The world of sports has always been one that has always been measured in binaries, where either you compete and win, or you don’t. This often makes many forget that the sportsperson is an individual and not award minting machines. The mental health of sportspersons and athletes has for long been the elephant in the room, that most have chosen to ignore. And unfortunately, most sports ecosystems are outcome-oriented. This impacts the definition of success to the point that most athletes’ self-esteem depends on the number of medals they win.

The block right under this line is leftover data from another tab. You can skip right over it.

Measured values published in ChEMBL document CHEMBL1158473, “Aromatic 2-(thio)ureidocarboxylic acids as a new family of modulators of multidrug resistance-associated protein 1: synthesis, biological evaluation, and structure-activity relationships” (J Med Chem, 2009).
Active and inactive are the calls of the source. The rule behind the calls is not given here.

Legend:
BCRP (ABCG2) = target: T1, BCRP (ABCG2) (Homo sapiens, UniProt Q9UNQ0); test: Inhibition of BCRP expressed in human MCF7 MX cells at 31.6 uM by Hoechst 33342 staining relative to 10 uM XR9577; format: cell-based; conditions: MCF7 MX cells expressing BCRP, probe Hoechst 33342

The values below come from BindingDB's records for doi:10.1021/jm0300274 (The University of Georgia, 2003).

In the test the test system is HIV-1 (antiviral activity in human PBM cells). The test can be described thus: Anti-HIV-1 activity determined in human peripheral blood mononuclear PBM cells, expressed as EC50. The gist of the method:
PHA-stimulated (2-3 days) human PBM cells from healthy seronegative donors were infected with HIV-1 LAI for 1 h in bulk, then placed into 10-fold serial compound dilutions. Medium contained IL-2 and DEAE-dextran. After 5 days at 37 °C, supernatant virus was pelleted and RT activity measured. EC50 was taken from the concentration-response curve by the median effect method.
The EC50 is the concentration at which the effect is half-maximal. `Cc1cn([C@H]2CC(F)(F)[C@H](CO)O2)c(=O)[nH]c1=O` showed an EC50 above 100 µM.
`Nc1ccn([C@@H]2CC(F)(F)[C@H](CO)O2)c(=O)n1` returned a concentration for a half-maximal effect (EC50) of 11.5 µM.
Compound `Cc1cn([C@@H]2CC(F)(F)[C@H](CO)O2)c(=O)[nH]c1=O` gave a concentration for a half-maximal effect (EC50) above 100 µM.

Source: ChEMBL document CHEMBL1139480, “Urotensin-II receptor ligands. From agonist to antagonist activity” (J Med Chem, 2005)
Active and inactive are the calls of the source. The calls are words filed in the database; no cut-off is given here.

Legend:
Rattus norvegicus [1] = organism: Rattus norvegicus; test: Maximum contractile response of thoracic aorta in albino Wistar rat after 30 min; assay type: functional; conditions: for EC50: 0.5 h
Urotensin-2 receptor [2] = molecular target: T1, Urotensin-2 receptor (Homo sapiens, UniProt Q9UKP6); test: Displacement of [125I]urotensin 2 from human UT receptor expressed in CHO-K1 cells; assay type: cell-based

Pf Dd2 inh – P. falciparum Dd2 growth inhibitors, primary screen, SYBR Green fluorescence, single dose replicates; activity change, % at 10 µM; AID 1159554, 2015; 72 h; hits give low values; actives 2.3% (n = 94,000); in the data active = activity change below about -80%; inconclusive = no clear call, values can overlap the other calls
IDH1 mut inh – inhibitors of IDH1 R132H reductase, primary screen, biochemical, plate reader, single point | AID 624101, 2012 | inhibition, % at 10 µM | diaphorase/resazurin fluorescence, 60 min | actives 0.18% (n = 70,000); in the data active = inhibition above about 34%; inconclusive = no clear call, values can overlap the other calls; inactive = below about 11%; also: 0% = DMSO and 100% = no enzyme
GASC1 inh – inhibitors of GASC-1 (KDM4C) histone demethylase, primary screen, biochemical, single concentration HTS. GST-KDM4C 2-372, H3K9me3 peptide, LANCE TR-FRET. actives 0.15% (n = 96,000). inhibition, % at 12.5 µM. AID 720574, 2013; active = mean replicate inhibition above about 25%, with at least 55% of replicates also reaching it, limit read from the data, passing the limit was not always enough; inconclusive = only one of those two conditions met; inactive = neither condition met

Therefore, many were surprised and taken aback when Olympic gold-medallist gymnast Simone Biles withdrew from the ongoing Tokyo Olympics’ gymnastic women’s team finals, on account of her mental health. “I have to focus on my mental health and not jeopardize my health and well-being,” explained Simone Biles, who is regarded as the world’s greatest gymnast currently, as she pulled out of the women’s team gymnastics final in Tokyo. This was a first at the Olympics stage, but just sometime ago, tennis player Naomi Osaka had also made a similar decision and withdrew from the 2021 French Open and later Wimbledon also on account of her mental health, opening up about her bout with depression. Recently, American track and field sprinter Sha’Carri Richardson too was disqualified from competing in the Olympics after testing positive for marijuana due to the trauma of losing her mother.